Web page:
Peripheral primitive neuroectodermal tumor (pPNET) - pelvis

Case contributed by Ammar Haouimi
Diagnosis certain


Chronic left pelvic pain.

Patient Data

Age: 50 years
Gender: Female

There is an osteolytic lesion of the left iliac bone with an enhancing soft tissue component measuring (6.5 x 6 x 5.2 cm), invading probably the gluteus minimus and iliacus muscles.

The rest of the CT exam was unremarkable.

On the MRI the soft tissue component elicits an isosignal to the muscles on T1, high signal on STIR with vivid heterogeneous enhancement on postcontrast sequences and restricted diffusion on DWI/ADC. The is an extension to the adjacent soft tissue structures mainly the gluteus minimus and iliacus muscles. No extension to the hip joint is seen.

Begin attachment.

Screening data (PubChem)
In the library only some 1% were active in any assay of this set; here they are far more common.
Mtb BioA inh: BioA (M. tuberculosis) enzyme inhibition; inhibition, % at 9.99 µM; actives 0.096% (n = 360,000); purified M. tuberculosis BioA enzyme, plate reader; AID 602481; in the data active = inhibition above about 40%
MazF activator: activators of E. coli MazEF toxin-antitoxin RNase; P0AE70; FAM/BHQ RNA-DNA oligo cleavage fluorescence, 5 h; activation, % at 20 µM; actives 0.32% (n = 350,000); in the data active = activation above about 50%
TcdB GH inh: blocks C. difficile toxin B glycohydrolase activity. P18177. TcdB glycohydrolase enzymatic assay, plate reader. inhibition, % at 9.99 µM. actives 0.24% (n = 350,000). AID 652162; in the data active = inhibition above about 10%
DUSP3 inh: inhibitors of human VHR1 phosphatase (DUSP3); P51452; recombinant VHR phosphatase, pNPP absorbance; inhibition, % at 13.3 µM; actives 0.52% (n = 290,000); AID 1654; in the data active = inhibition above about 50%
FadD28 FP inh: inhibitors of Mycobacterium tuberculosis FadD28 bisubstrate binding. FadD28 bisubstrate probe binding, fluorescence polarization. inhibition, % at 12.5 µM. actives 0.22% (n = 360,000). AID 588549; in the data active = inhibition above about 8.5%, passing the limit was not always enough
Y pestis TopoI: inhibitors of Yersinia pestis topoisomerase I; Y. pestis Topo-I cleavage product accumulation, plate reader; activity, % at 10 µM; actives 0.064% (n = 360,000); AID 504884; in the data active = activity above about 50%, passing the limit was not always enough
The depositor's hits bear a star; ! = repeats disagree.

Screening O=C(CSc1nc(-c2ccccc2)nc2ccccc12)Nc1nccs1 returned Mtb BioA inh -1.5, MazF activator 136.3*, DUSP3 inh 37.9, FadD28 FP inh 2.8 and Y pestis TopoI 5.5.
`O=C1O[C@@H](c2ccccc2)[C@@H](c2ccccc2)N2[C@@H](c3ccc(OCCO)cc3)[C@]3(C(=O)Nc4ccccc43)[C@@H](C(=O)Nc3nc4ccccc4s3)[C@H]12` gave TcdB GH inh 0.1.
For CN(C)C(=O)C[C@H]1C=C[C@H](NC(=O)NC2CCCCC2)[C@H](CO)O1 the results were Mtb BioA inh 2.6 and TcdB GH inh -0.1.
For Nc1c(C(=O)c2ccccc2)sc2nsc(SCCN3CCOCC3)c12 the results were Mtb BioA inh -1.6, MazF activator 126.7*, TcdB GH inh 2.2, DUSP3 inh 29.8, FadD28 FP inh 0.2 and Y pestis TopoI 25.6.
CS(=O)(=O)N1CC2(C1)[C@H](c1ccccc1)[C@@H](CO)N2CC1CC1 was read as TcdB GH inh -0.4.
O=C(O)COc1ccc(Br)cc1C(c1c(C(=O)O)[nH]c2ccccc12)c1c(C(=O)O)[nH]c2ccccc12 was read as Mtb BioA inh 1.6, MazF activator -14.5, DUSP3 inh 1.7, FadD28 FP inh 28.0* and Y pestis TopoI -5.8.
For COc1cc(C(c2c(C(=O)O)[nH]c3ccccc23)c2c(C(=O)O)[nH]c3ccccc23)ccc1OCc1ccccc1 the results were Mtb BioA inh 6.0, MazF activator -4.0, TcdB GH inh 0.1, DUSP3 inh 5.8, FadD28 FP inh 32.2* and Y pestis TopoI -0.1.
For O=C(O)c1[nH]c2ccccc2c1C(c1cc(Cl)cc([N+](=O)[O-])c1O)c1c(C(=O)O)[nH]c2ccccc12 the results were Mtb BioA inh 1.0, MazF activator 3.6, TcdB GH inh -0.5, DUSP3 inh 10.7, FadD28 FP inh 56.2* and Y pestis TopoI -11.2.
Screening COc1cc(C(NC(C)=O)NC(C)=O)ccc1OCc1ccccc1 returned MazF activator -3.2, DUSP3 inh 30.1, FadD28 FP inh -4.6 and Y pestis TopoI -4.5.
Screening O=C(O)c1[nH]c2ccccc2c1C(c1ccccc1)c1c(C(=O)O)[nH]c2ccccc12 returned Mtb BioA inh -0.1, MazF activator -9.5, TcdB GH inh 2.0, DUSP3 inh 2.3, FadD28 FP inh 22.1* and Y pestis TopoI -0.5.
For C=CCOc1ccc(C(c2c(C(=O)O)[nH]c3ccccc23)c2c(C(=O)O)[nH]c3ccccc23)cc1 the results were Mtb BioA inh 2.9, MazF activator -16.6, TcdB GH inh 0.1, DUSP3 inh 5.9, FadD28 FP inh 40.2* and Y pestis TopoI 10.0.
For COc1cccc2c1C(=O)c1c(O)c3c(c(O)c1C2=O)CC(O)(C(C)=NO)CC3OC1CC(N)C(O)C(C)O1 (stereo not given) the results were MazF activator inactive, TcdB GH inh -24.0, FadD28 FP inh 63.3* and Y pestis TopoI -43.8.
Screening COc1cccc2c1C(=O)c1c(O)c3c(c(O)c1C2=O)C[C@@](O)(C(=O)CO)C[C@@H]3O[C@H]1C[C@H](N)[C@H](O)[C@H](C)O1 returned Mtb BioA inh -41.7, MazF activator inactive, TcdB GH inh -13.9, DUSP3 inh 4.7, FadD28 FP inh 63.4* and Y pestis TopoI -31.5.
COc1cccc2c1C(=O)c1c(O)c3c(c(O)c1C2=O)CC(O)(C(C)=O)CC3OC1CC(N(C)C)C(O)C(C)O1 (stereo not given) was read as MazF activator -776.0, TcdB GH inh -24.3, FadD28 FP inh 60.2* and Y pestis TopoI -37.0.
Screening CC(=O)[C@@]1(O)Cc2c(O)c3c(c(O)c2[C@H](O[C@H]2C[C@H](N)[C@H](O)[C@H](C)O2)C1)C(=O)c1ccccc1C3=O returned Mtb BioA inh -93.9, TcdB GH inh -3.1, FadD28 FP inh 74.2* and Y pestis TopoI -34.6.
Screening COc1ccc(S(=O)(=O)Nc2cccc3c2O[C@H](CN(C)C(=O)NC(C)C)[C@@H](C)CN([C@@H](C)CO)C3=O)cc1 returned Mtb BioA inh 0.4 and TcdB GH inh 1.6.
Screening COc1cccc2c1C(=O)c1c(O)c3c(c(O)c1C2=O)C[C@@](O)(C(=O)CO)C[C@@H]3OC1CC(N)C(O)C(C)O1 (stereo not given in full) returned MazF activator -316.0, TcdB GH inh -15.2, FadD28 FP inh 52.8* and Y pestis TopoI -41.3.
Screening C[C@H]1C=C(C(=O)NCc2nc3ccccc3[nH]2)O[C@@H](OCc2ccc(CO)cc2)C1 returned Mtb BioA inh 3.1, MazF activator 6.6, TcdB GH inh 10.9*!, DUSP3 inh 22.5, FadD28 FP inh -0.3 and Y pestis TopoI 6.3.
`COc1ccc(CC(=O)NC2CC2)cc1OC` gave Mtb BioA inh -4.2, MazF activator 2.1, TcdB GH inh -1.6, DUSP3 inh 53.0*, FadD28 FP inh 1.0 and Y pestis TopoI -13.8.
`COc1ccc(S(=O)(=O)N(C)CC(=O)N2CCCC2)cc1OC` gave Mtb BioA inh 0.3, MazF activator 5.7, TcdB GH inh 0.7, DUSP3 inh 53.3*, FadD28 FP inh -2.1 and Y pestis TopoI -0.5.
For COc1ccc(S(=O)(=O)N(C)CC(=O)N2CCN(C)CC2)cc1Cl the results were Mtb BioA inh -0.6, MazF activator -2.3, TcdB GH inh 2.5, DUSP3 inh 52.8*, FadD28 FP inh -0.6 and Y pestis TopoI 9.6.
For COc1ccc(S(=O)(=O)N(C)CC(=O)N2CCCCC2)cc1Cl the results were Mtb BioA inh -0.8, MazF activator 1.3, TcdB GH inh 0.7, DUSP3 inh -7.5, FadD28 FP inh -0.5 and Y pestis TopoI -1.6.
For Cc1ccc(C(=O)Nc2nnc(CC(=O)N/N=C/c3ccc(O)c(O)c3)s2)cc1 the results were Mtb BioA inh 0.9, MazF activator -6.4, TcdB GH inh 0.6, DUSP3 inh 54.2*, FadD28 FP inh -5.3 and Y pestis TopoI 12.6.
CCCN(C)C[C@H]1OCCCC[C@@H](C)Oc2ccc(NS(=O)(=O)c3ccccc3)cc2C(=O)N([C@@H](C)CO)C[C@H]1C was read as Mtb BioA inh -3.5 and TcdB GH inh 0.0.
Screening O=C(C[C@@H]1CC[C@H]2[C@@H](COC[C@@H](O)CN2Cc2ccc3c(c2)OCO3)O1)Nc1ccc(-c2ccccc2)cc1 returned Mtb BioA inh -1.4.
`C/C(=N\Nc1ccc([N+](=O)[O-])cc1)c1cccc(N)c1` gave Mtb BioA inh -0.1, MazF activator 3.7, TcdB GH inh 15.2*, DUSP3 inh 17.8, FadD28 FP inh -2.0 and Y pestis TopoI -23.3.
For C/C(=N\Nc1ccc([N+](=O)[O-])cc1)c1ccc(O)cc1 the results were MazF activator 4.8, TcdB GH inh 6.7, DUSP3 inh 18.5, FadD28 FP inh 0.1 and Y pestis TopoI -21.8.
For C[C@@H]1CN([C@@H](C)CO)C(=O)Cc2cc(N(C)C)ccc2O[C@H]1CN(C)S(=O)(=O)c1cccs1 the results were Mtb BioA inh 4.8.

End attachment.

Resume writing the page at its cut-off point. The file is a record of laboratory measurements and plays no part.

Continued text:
Follow-up MRI, six months after chemotherapy showing a significant improvement with almost complete regression of the soft tissue component. 

Case Discussion

A young adult was referred for with a solitary lytic lesion in the left iliac bone (with the suspicion of primary vs secondary tumoral process). All investigations were negative for metastatic disease.

A biopsy was performed with a histopathological exam which confirmed the diagnosis of a primitive neuroectodermal tumor.

Follow-up MRI six months after chemotherapy showed a significant improvement. 

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